I did not think my afternoon session with the freshmen at All Saints Episcopal School could top the “you made my head hurt” whirl of systems thinking with the sophomores.
I may have been wrong.
I had a 70-minute learning block with the 9th grade cohort of the Tad Bird Honors College, and with virtually no introduction, I told them “I am tossing you into the deep end.” Borrowing from the critical steps of Bo Adams’ and Jill Gough’s cutting edge Synergy 8 class, I released the students to wander the campus for 20 minutes with these utterly simple and vague guidelines:
- Observe how learning takes place.
- Reflect on what is important in your own life.
- Think about how those two relate to each other.
When they came back, the students gathered in groups, journaled for a few minutes, and I again gave them a simple, yet highly abstract task:
- Write sticky notes from your observations.
- Place these on some flip chart paper as a group.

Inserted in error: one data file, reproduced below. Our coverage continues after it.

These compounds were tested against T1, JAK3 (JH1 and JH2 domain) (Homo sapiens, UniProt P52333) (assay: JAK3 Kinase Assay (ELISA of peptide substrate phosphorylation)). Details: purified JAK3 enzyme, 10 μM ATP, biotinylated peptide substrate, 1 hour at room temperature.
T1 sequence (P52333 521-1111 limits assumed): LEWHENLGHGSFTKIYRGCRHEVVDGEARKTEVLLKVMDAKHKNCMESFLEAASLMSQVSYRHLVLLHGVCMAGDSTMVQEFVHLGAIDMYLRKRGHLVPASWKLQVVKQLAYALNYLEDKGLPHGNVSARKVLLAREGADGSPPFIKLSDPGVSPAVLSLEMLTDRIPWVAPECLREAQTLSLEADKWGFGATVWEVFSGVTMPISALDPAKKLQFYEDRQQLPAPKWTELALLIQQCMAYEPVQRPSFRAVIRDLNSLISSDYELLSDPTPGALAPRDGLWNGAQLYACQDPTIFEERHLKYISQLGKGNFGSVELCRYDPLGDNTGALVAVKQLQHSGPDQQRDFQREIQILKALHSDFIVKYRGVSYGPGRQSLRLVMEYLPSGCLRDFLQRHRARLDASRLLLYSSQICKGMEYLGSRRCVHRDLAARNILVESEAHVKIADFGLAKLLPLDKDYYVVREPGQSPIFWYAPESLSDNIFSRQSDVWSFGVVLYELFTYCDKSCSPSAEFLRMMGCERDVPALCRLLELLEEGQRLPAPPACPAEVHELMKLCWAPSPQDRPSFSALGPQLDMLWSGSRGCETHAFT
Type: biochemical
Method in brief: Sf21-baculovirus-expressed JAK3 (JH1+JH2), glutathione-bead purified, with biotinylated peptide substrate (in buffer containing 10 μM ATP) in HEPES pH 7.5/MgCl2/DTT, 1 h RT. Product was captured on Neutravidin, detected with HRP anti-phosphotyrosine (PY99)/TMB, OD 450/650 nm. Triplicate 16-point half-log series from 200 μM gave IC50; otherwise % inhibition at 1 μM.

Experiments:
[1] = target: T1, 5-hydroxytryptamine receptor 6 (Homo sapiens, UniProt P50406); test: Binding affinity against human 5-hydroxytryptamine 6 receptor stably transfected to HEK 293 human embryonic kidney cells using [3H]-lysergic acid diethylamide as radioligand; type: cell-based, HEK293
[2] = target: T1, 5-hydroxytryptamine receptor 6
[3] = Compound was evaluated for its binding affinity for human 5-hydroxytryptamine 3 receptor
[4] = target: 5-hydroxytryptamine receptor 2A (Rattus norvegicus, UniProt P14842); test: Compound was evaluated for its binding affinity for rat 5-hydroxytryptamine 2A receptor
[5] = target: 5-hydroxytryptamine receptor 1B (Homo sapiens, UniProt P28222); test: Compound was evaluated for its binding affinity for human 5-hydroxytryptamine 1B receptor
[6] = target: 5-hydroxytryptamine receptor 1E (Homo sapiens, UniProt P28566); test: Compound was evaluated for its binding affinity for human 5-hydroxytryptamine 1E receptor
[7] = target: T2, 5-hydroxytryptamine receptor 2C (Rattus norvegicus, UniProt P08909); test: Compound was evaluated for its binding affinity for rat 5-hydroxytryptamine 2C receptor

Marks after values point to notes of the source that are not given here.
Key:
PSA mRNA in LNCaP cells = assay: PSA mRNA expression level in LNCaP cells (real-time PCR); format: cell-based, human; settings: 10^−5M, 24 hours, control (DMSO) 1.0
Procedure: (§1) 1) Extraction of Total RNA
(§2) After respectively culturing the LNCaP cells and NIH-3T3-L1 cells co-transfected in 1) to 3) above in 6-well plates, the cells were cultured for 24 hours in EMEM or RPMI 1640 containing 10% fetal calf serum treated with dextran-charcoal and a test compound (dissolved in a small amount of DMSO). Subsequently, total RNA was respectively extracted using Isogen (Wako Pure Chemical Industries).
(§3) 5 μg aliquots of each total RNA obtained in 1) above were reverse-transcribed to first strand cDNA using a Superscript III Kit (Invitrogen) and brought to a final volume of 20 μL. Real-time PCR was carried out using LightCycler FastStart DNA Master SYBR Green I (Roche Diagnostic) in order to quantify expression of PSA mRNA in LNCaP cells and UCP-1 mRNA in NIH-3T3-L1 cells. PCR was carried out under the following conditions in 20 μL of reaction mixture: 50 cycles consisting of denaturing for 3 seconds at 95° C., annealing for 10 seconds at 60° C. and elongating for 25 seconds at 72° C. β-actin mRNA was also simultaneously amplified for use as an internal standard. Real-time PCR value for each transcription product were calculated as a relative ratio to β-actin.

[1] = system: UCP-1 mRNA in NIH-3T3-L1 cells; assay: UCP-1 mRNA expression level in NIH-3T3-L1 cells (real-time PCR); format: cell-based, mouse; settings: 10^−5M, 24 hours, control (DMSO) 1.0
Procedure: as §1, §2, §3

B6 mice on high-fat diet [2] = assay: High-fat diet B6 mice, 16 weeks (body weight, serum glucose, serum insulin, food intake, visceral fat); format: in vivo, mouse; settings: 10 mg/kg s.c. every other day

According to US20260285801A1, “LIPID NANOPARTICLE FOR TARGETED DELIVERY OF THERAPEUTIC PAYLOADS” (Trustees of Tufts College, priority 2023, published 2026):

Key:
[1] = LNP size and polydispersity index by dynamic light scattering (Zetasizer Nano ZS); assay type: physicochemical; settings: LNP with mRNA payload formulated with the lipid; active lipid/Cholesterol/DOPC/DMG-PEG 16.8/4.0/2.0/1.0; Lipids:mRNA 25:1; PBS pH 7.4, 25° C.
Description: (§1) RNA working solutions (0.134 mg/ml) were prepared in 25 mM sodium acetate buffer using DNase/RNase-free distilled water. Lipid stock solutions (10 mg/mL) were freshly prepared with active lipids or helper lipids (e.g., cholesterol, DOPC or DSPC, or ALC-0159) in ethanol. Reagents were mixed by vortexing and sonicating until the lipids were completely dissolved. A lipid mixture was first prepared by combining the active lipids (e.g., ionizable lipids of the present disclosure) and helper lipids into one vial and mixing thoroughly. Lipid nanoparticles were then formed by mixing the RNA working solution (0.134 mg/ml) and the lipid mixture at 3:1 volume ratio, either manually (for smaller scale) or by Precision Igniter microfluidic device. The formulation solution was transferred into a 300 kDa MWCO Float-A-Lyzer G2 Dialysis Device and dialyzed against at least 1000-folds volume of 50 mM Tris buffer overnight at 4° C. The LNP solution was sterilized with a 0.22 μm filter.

- Map them into groups and relationships that make sense to you.
It would be an understatement to say that some of the observing faculty were blown away by the sophistication of understanding that emerged from this simple exercise.
- One group mapped: Product, Building Blocks, Ways to Learn, and Learning Environment, with “”want to learn” and “questions” at the center.
- A second group mapped: Learning Environment, Types of Learning, Application of Knowledge, Learning Ideas, and How We Learn.
- A third group mapped: Sensory, Purpose, and Thinking
IN 15 MINUTES!!!!
They went on to review each other’s work, generate “What if…?” questions and use those to pitch concrete ideas for how learning might change to more closely align with their views of relevance. Ideas included: “Let us make more decisions about what we study.” “Students should talk more in class; teachers should talk less.”
In the 70 minutes I talked for less than 10 minutes. The following day I heard that two teachers decided to immediately re-design their curriculum for the remainder of the semester by sharing the task with their students.
What if every student learned like this every day or once a week, instead of just the honors students and just a few times a year?